of 26 /26
NICOLE DAVIS PROJECT DATE BY DEC 2016 ZUNI & AMERICAN INDIAN NATIONS ARH6930: ART AND GLOBAL DIVERSITY Pinterest page of images, sources, articles, and videos: https://www.pinterest.com/charcole/uf-zuni-indian-nation/

PROJECT ZUNI & AMERICAN INDIAN NATIONS...Center: Zuni Elder, Si Wa Wata Wa, 1903. Current Zuni Elder, Clifford Mohooty. Right: Spanish Conquistadors Bottom Left: Welcome Sign for

  • Author
    others

  • View
    4

  • Download
    0

Embed Size (px)

Text of PROJECT ZUNI & AMERICAN INDIAN NATIONS...Center: Zuni Elder, Si Wa Wata Wa, 1903. Current Zuni...

  • NICOLE DAVIS

    PROJECT

    DATE BYDEC 2016

    ZUNI & AMERICAN INDIAN NATIONSARH6930: ART AND GLOBAL DIVERSITY

    Pinterest page of images, sources, articles, and videos:

    https://www.pinterest.com/charcole/uf-zuni-indian-nation/

  • IDENTITY AND HISTORY ANASAZI - PUEBLO - ZUÑI - ZUNI - A:SHIWI - SHIWI - SHIWI’MA

    Top Left: Cliff dwellings of Anasazi. Center: Zuni Elder, Si Wa Wata Wa, 1903. Current Zuni Elder, Clifford Mohooty. Right: Spanish Conquistadors

    Bottom Left: Welcome Sign for Zuni Reservation, Center: Zuni Spanish mission, Right: Seal of Zuni tribe

    Info from https://tskies.com/the-zuni-people-shiwima/

    - Zuni, formerly spelled Zuñi (Spanish influence), refer to themselves by many names - A:shiwi, Shiwi, or Shiwi’ma. Branch of larger Pueblo Nation. Anasazi is name for “Ancient Ones” ancestors of Pueblo.

    - Homeland is Shiwinnaqin, Northwest New Mexico and Northeast Arizona.

    - Today, 10-12K people live on Zuni Reservation, in Zuni Pueblo, on Zuni River in western New Mexico near Gallup, NM.

    - Spanish Franciscan mission established in early 1600’s, Zuni Christian Reformed mission established 1897.

    - Major bloody battle of Shiwinnaqin, drove out Spaniards, led by Francisco Vasquez Coronado. Pueblo Revolt of 1680.

  • GEOGRAPHICAL AND CULTURAL PRESENCE IN SOUTHWESTPUEBLO NATIONS OF AZ, NM, CO, & UT - ZIA SYMBOL & SIGNIFICANCE - NM STATE FLAG - NM STATE QUARTER

    New Mexico State Symbol, Flag, State Quarter feature the Native American Sun Symbol from Zia branch of Pueblo Nation.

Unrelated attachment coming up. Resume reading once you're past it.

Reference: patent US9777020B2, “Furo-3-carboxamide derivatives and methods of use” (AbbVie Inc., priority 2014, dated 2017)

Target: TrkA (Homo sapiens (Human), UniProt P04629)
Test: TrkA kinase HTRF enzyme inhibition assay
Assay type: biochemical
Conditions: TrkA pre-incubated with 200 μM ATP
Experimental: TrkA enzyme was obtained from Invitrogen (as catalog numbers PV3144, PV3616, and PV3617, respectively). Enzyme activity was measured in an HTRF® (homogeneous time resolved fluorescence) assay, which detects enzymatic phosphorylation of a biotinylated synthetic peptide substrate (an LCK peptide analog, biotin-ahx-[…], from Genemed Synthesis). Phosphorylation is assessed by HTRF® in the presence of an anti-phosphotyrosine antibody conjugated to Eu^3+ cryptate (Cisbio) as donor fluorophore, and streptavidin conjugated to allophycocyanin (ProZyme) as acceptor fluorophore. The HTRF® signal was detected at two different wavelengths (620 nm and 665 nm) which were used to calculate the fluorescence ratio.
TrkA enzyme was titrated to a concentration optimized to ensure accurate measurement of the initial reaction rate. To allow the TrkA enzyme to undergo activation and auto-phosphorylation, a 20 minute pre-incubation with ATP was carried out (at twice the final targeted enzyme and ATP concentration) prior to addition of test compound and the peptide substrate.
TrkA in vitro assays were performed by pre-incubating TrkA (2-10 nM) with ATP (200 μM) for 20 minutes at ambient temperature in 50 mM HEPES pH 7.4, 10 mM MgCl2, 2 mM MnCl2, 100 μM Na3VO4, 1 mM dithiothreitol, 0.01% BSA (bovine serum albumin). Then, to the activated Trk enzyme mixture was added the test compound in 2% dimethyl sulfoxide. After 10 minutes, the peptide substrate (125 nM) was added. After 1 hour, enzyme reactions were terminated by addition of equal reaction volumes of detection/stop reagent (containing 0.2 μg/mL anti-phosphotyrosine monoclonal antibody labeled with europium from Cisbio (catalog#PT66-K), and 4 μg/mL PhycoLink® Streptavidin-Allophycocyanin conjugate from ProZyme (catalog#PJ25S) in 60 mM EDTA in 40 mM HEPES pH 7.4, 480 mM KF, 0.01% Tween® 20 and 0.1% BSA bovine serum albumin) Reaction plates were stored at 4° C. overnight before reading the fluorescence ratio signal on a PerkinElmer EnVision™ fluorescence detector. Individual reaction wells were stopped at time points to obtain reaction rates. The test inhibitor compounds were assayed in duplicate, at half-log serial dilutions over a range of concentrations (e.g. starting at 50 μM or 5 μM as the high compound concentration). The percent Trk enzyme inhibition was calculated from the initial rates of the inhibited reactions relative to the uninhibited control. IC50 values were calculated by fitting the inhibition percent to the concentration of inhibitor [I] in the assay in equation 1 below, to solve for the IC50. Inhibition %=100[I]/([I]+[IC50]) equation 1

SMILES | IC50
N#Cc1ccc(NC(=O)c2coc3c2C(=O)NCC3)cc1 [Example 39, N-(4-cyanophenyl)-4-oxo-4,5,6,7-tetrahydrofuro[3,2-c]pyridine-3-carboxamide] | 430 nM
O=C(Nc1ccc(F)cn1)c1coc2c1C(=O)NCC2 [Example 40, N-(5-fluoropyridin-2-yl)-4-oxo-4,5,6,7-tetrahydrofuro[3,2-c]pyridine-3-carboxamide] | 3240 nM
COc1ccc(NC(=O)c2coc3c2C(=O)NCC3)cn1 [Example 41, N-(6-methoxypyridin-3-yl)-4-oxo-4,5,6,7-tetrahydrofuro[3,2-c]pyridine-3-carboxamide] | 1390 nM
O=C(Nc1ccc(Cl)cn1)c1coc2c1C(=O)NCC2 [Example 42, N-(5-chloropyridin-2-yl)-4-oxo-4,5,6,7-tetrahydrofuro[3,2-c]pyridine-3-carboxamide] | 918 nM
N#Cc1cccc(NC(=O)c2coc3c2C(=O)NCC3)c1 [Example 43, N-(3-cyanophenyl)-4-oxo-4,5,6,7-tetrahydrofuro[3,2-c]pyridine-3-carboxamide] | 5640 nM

16 individual rays into four groups of four rays each… from clockwise: Four directions (North, East, South, and West), Four seasons (Winder, Spring, Summer, and Fall), Four parts of day (Morning/Dawn, Noon/Daylight, Afternoon/Dusk, and Night/Dark), and Four Life Stages (Infancy, Youth, Adulthood, and Old Age).

    Kokopelli - fertility deity of Hopi and Zuni Mythology

  • LANDSCAPE AND LIVING ADOBE - CLIFF DWELLINGS - KIVAS - PETROGLYPHS - WAFFLE GARDENS

  • CULTURAL BELIEFS AND SPIRITUALITYSACRED HOOP & 7 SACRED DIRECTIONS- MOTHER EARTH - MEDICINAL/SPIRITUAL HEALING - CEREMONIES - SACRED SITES

    images and information taken from nativecircle.com

    Top Left = Sacred Hoop - 7 Sacred Directions are Father Sky, Mother Earth, and the four winds (N-S-E-W) each representing a season, element, plant, and stage of life. Also considered to be a medicine wheel representing honor, respect, balance, and wisdom.

    Center = Mother Earth. Earth as alive and deeply loved, respected, protected, and often described with anthropomorphic qualities. Ex: Forests are lungs, wetlands is liver, waters are blood, winds are breath, and seasons are heartbeat.

    Right = Medicine - (“plants over pills”). The physical body is integrated with spiritual body. Western culture separates between medical doctor and religious priest. Holistic approach towards treating whole person with preference for natural (plants) over pharmaceutical remedies. Power that heals and medicine could be from plants, teas, songs, prayers, etc…

    Bottom Left:Zuni Salt Lake - salt from here used in ceremonies. Site of pilgrimage during dry month to pay homage to Salt Mother, Ma’l Okyattsik’i. 11th most endangered historical site.

    Center = Zuni dancers during Summer Solstice celebration.

    Right = Zuni Olla Maiden holding Corn.

    Ceremonies differ from each group, but main beliefs are the interconnectedness of all living things and to commune with the spirit world.

    Zuni deities: Earth Mother, Sun Father, and Moonlight-Giving Mother

    Zuni mythology/religious lore: Old Lady Salt, White Shell Woman, katsinas.

    Zuni religious pilgrimage: Koluwala:wa (summer solstice) and Zuni Salt Lake Pilgrimage.

    Corn is present a specific function and element to ceremonies.

  • ZUNI ARTISANSTURQUOISE JEWELRY - SILVERSMITHING - FETISH CARVING - KACHINAS - OLLI JAR POTTERY

  • OLLA JARS AND OLLA MAIDENSOLLA IS A WATER JAR MADE FROM CLAY AND OLLA MAIDENS BALANCE OLLI JARS FOR CEREMONIAL DANCES

    Top Left: Zuni Potter, photograph by Edward S. Curtis, early 1900s. Center: Olla Maidens performing at festival Right: Olla jars

    Bottom Left: Olla maidens performance holding corn Center: Classic Zuni Southwest Design Pot by Noreen Simplicio - (interactive zoom detail on link) http://bit.ly/2gpWZIB Right: Zuni Olla maidens of 1900’s.

  • ASSIGNMENT: TELL A STORY WITH SHAPES AND SYMBOLSWATER IS IMPORTANT IN DRY ENVIRONMENT - CREATE ORIGINAL SYMBOLS USING LINES, TRIANGLES, & CIRCLES

    Using geometric shapes (lines, triangles, and circles) to draw water symbols, rain birds, and environmental elements, tell a story about water/water cycle.

    Try drawing symbols: Running Water, Rain clouds, Waves, Thunder Rain Bird, Raindrops, Lightening, River, Lake, Wind, Land…

    Note: Spirit Lines dividing Underworld from the Earth/world (with four directions) and the Sky of the next world.

  • ASSIGNMENT: OLLA JAR POTTERYPAINT WATER STORY DESIGNS ONTO A PIECE OF POTTERY - OPTION TO CREATE OLLI MAIDEN DANCE CHOREOGRAPHY